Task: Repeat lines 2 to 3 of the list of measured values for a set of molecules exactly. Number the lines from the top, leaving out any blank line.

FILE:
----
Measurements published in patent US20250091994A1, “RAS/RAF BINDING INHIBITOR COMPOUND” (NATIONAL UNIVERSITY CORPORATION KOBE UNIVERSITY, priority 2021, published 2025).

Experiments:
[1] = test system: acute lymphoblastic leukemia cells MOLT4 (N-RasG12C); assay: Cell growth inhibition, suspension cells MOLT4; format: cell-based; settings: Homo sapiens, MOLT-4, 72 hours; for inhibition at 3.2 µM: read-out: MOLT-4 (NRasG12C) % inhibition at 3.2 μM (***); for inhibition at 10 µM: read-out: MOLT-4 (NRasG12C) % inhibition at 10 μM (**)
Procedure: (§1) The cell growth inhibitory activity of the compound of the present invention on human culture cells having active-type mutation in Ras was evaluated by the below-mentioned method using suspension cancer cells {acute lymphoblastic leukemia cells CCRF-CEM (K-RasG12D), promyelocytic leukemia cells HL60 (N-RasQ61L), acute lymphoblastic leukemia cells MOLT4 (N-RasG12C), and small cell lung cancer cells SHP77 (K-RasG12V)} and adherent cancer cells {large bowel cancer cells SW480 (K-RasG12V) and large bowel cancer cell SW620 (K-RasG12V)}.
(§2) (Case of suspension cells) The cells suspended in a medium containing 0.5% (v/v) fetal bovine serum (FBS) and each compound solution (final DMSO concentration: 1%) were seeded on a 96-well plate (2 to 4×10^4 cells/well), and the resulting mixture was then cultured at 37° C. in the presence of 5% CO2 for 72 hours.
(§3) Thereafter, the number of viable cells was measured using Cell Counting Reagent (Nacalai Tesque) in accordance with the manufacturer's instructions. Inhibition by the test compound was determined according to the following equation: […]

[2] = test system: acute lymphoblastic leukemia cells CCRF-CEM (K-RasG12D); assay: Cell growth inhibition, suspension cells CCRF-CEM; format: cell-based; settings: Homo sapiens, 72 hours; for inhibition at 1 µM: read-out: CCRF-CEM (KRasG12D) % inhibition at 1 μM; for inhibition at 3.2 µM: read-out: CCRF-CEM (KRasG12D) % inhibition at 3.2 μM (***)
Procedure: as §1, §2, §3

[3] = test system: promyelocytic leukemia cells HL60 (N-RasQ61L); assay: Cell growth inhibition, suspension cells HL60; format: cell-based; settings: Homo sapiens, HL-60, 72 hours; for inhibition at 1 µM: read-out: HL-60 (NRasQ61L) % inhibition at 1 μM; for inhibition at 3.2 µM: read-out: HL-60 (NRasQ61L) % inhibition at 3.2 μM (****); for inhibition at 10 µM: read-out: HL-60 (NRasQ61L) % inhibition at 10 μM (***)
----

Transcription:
Experiments:
[1] = test system: acute lymphoblastic leukemia cells MOLT4 (N-RasG12C); assay: Cell growth inhibition, suspension cells MOLT4; format: cell-based; settings: Homo sapiens, MOLT-4, 72 hours; for inhibition at 3.2 µM: read-out: MOLT-4 (NRasG12C) % inhibition at 3.2 μM (***); for inhibition at 10 µM: read-out: MOLT-4 (NRasG12C) % inhibition at 10 μM (**)